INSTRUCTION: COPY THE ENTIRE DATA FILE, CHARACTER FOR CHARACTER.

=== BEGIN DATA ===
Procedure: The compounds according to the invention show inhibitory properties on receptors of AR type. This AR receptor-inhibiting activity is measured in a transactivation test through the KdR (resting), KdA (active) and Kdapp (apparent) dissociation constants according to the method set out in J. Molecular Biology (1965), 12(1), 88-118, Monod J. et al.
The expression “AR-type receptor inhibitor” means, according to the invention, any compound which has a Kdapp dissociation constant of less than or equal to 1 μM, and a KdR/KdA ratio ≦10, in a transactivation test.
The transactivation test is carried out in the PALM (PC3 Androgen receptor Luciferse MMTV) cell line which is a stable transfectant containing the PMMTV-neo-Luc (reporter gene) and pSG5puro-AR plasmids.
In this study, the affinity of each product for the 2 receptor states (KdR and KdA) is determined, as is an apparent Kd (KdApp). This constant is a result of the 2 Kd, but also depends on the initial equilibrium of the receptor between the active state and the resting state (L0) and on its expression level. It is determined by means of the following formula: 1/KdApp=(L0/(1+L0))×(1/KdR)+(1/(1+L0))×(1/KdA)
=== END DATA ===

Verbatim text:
Procedure: The compounds according to the invention show inhibitory properties on receptors of AR type. This AR receptor-inhibiting activity is measured in a transactivation test through the KdR (resting), KdA (active) and Kdapp (apparent) dissociation constants according to the method set out in J. Molecular Biology (1965), 12(1), 88-118, Monod J. et al.
The expression “AR-type receptor inhibitor” means, according to the invention, any compound which has a Kdapp dissociation constant of less than or equal to 1 μM, and a KdR/KdA ratio ≦10, in a transactivation test.
The transactivation test is carried out in the PALM (PC3 Androgen receptor Luciferse MMTV) cell line which is a stable transfectant containing the PMMTV-neo-Luc (reporter gene) and pSG5puro-AR plasmids.
In this study, the affinity of each product for the 2 receptor states (KdR and KdA) is determined, as is an apparent Kd (KdApp). This constant is a result of the 2 Kd, but also depends on the initial equilibrium of the receptor between the active state and the resting state (L0) and on its expression level. It is determined by means of the following formula: 1/KdApp=(L0/(1+L0))×(1/KdR)+(1/(1+L0))×(1/KdA)